The owner of the 7’s Only Racing shop, Tom Dragoun, built a successful racing series in the NASA SoCal region with its GT RX-7 cars, which featured a fiberglass body over a tube-frame chassis using first-generation RX-7 drivetrain parts. The series and the cars enjoyed a respectable lifespan, but as the fields thinned, the cars themselves began to reclassify among the Super Touring 1, 2 and 3 classes — and they were struggling against competing cars.

7’s Only Racing is updating the tube-frame RX-7 GT chassis, original designed for competition as a one-design class, and turning into something lighter, more modern and more balanced.
7’s Only Racing is updating the tube-frame RX-7 GT chassis, original designed for competition as a one-design class, and turning into something lighter, more modern and more balanced.

“We knew the cars were deficient because we’re getting beat by the Corvettes in ST2 and ST3 and the Porsches are beating up on us,” Dragoun said. “But it was a spec car. It was only designed to run against itself. So when we decided we wanted to go faster, we had to start thinking of what to do.”

What he did was take an unused chassis from behind his shop located at Buttonwillow Raceway Park, clean it up and set it on a jig in his shop and reimagine the car. For starters, he knew the McPherson front strut-type suspension and rear live axle were weak points in a class that fields Corvettes, Vipers and Porsches. He considered reconfiguring the frame to accommodate Miata front and rear cross members, but as he started looking into it, he went with the cross members from the MX-5, which are the same as those used on the RX-8.

“It’s going to be about 97-inch wheel base,” Dragoun said. “The MX-5 is 83 and the RX-8 is 107, so we’re kind of in the middle. They say the RX-8 is a little bit too long for racing and the MX-5 is a little bit short, so we’re hoping we’re going to hit a happy medium.”

All the components are unique to the new car. For example, the front control arms are hand-fabricated as are the tie rods for the multilink rear suspension. The new parts cut a lot of weight off each corner of the car, but, Dragoun is quick to point out, the geometry is the same as the factory specs.

Dragoun also saved a lot of weight using sculpted brake rotors, 7 pounds at each corner. Rather than using the MX-5 hubs, Dragoun went with the hubs from the RX-8. They are a little heavier, but they are more robust. Weight savings was tantamount to the new car, and if Dragoun has his way, the car will tip the scales at 1,800 pounds with a driver on board. “We’re going after a light weight,” he said.

“We’re really trying to focus on making everything on the car as light as we can possibly make it.”

In addition to a low weight, Dragoun is also trying to distribute that weight as evenly as possible. To achieve that, Dragoun offset the engine and transmission to the right and rearward. The orientation of the engine means the shifter will have to use intermediate shafts with heim joints. It also means the driveshaft likely will be shorter than a yardstick and the differential also will be offset to the right.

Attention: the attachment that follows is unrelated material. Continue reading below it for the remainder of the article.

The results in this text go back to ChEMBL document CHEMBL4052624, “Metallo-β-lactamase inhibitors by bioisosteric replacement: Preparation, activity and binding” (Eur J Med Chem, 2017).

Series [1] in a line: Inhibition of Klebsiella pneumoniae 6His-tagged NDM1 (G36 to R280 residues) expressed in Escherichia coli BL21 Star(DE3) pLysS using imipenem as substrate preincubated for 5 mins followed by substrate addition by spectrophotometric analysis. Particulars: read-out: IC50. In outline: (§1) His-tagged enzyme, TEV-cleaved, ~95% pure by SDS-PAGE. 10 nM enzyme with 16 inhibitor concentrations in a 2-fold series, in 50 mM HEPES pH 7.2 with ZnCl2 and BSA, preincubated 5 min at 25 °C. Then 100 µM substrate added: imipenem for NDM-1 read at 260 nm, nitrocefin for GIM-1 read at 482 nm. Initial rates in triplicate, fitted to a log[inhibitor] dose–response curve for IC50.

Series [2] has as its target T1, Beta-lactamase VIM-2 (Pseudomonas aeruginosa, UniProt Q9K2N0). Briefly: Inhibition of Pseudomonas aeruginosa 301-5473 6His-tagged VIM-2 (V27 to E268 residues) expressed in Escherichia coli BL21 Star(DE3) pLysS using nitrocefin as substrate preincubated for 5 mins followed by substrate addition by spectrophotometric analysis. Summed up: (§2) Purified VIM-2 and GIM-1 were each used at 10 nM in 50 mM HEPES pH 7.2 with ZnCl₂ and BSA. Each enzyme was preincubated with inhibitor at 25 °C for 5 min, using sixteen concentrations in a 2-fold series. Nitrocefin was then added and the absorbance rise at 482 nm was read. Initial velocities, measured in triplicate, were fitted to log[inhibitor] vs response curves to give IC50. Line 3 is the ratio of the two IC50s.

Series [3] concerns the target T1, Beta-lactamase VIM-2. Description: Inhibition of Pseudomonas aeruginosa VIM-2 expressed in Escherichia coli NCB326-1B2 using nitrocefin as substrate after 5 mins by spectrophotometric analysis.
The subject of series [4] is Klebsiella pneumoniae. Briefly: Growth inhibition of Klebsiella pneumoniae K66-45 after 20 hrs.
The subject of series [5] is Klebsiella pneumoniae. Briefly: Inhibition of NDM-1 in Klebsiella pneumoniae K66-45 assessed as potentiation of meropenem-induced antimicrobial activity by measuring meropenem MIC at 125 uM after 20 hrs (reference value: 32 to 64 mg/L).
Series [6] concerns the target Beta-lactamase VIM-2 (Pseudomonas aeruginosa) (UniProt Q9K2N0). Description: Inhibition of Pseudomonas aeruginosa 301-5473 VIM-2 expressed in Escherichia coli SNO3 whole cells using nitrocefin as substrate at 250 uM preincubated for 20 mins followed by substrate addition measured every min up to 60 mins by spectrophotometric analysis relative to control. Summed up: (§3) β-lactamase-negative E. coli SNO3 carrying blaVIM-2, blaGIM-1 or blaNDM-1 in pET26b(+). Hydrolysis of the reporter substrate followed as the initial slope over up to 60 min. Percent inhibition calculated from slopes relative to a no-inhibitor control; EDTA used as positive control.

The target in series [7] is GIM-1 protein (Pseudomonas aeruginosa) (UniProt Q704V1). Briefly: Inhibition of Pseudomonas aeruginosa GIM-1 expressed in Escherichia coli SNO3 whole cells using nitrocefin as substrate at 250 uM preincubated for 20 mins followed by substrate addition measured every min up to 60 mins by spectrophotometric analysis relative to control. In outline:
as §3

“The whole thought process behind the whole thing — and I’ve already done some corner-weighting on the car and moved the motor around to where I thought it was corner-weighted the best I could do —as you probably well know, most cars, whether they’re tube frame or not, the left front corner is the heaviest corner, and it’s very difficult to get the weight shifted off that corner back to the other parts of the car,” Dragoun explained. “Now, by moving that motor back equal to the driver, now we’ve equalized the front of the car, we’ve moved the motor over to equalize it left to right and we’ve moved it a bit back to try to put more weight on the back of the car.

“The biggest problem in making a really good racecar is getting more weight on the rear so you can get more braking in the rear,” he continued. “The Porsches just kill us under braking, because the weight’s in the back of the car. So when they get on the brakes, the car just squats, it comes down, whereas the more we get on the brakes the more the back end lifts up. So I’m trying to counteract some of that by moving the engine back.”

The car is still under development, but most of the hard work has been done. Building the first car takes the longest because all the parts need to be designed and built as do all of the tooling and jigs needed to build the chassis.

The first chassis will be powered by a Mazda 12A rotary engine with a six-speed transmission out of an RX-8. In ST2 trim, the car will make 230 horsepower. For competition in ST1, power output bumps up to 280.

Speed News will doing a follow-up story on the car when it gets its new fiberglass body and hits the track. As a little tease, the renderings Dragoun showed to us look like a nice evolution of the FD RX-7 and the RX-8.

“I wanted to build something really fast and really fun for a long time,” Dragoun said. “The spec car was a great learning experience in how to do things, but they were just never that fast.” The evolution has begun.


7’s Only Racing




7’s Only




1,800 lbs. w/driver


12A or 13b Mazda Rotary


6-speed from RX-8


Front: dual A-arms with Penske adjustable coilovers Rear: Multilink with Penske adjustable coilovers


Front: 15-inch Rear: 15-inch


Front: Sculpted rotors with Brake Man two-piston calipers Rear: Sculpted rotors with Brake Man two-piston calipers

Data system:



RX043 RX031 RX022 RX088 RX129 RX220006 RX220010 RX153 RX205
Images courtesy of and Brett Becker

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